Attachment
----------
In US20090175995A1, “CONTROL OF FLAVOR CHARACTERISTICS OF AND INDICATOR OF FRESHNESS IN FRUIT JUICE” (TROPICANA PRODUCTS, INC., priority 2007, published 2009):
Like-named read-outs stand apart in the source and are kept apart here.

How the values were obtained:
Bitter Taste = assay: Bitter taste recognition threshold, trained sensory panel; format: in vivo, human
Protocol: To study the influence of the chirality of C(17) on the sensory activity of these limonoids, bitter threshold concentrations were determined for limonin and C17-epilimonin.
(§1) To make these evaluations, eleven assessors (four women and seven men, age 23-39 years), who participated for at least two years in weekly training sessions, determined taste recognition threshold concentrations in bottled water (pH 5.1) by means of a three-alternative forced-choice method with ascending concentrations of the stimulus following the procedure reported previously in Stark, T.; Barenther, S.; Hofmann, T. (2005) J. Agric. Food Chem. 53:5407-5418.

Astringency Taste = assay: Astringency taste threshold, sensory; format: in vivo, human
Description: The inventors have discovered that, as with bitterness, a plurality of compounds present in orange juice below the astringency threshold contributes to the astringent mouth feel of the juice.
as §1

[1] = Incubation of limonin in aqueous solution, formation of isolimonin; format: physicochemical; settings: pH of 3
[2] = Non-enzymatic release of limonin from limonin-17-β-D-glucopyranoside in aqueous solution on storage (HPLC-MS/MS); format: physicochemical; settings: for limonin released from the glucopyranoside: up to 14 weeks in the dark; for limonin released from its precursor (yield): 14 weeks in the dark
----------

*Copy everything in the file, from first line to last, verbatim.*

In US20090175995A1, “CONTROL OF FLAVOR CHARACTERISTICS OF AND INDICATOR OF FRESHNESS IN FRUIT JUICE” (TROPICANA PRODUCTS, INC., priority 2007, published 2009):
Like-named read-outs stand apart in the source and are kept apart here.

How the values were obtained:
Bitter Taste = assay: Bitter taste recognition threshold, trained sensory panel; format: in vivo, human
Protocol: To study the influence of the chirality of C(17) on the sensory activity of these limonoids, bitter threshold concentrations were determined for limonin and C17-epilimonin.
(§1) To make these evaluations, eleven assessors (four women and seven men, age 23-39 years), who participated for at least two years in weekly training sessions, determined taste recognition threshold concentrations in bottled water (pH 5.1) by means of a three-alternative forced-choice method with ascending concentrations of the stimulus following the procedure reported previously in Stark, T.; Barenther, S.; Hofmann, T. (2005) J. Agric. Food Chem. 53:5407-5418.

Astringency Taste = assay: Astringency taste threshold, sensory; format: in vivo, human
Description: The inventors have discovered that, as with bitterness, a plurality of compounds present in orange juice below the astringency threshold contributes to the astringent mouth feel of the juice.
as §1

[1] = Incubation of limonin in aqueous solution, formation of isolimonin; format: physicochemical; settings: pH of 3
[2] = Non-enzymatic release of limonin from limonin-17-β-D-glucopyranoside in aqueous solution on storage (HPLC-MS/MS); format: physicochemical; settings: for limonin released from the glucopyranoside: up to 14 weeks in the dark; for limonin released from its precursor (yield): 14 weeks in the dark